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3 Tips for Getting Private Student Loans With Bad Credit

College is expensive. If you need to borrow money and you exhaust all of your federal financial aid options, you may consider talking to a private student loan lender. But having bad credit could keep you from qualifying for additional financing. If your credit score isn’t as high as it could be, here are three steps you can take to boost your chances of getting approved for a private student loan.

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1. Review Your Credit Report

Your credit score is based on the information included in your credit report. Each of the three major credit bureaus (Experian, Equifax and TransUnion) issue these reports. Under federal law, you can receive one free copy of your report from each of these agencies every year.

Before applying for a private student loan, it’s a good idea to review your credit reports. It’s important to make sure your payments are being reported accurately and that there are no accounts listed that don’t belong to you.

If you spot an error, you have the right to dispute it. All three reporting agencies allow you to submit dispute requests online. If a credit bureau decides that your request is valid, it’s required to correct or remove the information in question. That may raise your credit score a few points.

2. Address the Other Issues Affecting Your Credit

3 Tips for Getting Private Student Loans With Bad Credit

If there aren’t any mistakes on your credit report, something else may be dragging down your credit score. If you can’t figure out why your score is low, it’s a good idea to look at your payment history.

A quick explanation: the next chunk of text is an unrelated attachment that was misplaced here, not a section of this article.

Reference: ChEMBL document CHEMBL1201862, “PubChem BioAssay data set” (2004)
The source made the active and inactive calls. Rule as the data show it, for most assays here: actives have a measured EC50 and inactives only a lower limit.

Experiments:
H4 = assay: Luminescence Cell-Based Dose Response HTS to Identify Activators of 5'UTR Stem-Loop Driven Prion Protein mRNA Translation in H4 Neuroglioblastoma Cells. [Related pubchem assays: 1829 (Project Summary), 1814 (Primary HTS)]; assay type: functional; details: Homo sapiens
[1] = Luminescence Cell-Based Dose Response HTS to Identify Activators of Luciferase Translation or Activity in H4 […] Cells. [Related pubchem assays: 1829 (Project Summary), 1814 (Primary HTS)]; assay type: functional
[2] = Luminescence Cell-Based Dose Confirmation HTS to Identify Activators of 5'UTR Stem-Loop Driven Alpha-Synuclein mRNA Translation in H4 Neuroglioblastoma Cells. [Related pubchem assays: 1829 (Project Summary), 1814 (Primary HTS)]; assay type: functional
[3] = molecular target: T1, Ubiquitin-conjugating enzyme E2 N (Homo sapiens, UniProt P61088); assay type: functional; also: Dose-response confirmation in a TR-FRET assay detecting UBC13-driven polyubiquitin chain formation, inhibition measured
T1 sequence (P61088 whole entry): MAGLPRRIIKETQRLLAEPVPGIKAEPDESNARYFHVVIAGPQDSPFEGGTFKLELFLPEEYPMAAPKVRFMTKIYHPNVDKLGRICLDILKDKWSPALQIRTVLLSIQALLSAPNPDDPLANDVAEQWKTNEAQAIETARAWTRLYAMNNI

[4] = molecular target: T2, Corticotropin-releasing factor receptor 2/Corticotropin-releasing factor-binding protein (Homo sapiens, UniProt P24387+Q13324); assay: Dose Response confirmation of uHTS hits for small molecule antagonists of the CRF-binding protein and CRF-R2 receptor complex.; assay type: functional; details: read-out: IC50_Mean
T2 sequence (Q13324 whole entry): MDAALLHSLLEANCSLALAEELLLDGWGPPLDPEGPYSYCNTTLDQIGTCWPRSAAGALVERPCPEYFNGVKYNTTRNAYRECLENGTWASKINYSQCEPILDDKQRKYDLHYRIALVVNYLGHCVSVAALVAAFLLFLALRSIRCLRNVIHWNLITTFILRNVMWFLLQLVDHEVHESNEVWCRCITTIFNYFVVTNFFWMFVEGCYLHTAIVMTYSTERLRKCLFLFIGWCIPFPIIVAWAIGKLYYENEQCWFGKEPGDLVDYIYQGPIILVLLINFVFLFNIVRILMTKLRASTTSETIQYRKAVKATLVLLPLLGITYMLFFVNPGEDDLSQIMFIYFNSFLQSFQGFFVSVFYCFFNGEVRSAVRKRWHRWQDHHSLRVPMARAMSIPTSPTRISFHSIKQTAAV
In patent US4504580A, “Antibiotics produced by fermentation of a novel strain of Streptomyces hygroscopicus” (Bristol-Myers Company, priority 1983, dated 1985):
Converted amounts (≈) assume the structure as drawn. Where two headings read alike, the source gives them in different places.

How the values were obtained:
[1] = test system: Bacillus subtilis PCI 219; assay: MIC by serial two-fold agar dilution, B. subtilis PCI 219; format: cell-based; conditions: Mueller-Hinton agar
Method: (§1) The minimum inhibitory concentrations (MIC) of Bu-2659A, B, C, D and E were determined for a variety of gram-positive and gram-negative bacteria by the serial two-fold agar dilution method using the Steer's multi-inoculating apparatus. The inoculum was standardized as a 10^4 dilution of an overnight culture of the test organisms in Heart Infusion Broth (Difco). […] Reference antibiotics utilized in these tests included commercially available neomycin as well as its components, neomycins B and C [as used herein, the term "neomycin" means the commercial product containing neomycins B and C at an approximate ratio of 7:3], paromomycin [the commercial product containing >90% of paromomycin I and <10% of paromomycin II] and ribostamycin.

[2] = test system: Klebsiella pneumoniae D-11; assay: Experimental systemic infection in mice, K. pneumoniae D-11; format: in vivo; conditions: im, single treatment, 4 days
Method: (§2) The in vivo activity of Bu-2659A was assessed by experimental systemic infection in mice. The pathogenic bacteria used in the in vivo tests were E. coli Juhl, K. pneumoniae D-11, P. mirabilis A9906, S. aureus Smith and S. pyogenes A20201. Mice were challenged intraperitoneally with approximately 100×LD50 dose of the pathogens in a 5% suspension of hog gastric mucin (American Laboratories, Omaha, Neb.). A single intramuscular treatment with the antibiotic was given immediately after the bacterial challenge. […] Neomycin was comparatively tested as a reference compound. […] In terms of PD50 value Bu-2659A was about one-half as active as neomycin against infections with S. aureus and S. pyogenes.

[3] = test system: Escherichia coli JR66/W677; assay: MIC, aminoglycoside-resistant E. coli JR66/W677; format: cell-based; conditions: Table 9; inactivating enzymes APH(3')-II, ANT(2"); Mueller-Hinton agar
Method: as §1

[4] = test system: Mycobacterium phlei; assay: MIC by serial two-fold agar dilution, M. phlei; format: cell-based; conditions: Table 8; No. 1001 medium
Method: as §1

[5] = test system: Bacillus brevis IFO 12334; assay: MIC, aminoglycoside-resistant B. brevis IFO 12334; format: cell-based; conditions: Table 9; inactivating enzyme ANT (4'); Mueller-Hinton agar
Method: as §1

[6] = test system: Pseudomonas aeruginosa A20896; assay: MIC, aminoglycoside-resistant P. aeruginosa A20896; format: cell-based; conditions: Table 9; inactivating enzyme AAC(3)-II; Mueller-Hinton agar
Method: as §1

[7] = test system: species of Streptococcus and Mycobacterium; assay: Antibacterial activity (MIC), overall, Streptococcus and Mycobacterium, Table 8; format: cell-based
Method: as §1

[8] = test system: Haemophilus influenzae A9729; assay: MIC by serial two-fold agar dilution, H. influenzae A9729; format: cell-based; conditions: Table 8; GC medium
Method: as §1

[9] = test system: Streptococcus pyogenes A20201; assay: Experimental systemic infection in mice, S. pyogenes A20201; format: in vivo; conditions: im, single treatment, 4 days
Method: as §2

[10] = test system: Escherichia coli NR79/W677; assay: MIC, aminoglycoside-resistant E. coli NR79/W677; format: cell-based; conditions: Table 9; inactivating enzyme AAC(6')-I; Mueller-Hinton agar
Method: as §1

Payments account for 35% of your score, according to the FICO credit scoring model most lenders use. Have you always paid your bills on time? Even a single late payment can dramatically affect your score. If you need a private student loan, it’s important to make on-time payments.

You’ll also need to consider how much of your available credit you’re using. Maxing out three or four credit cards could bring down your score. Paying off your credit card debt and keeping your credit utilization ratio under 30% could help improve your credit.

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3. Consider Getting a Co-Signer

3 Tips for Getting Private Student Loans With Bad Credit

If you have bad credit, finding a co-signer may help you qualify for a private student loan. Your co-signer could be a parent, spouse or another family member. But generally, it should be someone with a high credit score.

Keep in mind that a co-signer assumes responsibility for a loan. If you can’t keep up with your loan payments, your co-signer’s credit score could fall. If you default on your loan, your lender could sue both of you.

If a family member or friend seems reluctant about being your co-signer, a lender may agree to release him or her after a certain period of time. For example, if you make on-time payments for the first two years, your lender may remove your co-signer from the loan. Knowing that he or she has an out might convince a co-signer to help you when you’re in a bind.

Related Article: Top 5 Reasons Why You Shouldn’t Co-Sign a Friend’s Loan

Final Word

Even if you can qualify for a private student loan with bad credit, you probably shouldn’t rest on your laurels. Ideally, you should aim to raise your credit score as much as possible. Paying bills on time and keeping your credit utilization ratio low can go a long way toward improving your credit score.

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Rebecca Lake Rebecca Lake is a retirement, investing and estate planning expert who has been writing about personal finance for a decade. Her expertise in the finance niche also extends to home buying, credit cards, banking and small business. She's worked directly with several major financial and insurance brands, including Citibank, Discover and AIG and her writing has appeared online at U.S. News and World Report, and Investopedia. Rebecca is a graduate of the University of South Carolina and she also attended Charleston Southern University as a graduate student. Originally from central Virginia, she now lives on the North Carolina coast along with her two children.
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